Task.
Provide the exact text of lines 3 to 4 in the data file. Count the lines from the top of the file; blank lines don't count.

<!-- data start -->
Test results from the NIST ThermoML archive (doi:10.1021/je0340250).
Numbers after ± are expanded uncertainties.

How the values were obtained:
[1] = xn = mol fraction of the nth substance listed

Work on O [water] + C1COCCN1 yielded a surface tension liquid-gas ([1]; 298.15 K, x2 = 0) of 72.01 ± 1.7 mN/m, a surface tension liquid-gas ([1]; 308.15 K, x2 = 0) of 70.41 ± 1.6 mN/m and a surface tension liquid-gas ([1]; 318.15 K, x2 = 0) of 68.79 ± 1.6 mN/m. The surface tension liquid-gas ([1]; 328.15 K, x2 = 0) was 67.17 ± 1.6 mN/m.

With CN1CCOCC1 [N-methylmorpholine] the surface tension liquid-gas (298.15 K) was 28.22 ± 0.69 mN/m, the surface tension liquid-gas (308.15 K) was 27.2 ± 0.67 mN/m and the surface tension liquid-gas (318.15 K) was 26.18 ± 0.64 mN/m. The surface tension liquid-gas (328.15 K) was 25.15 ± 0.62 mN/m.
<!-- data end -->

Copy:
How the values were obtained:
[1] = xn = mol fraction of the nth substance listed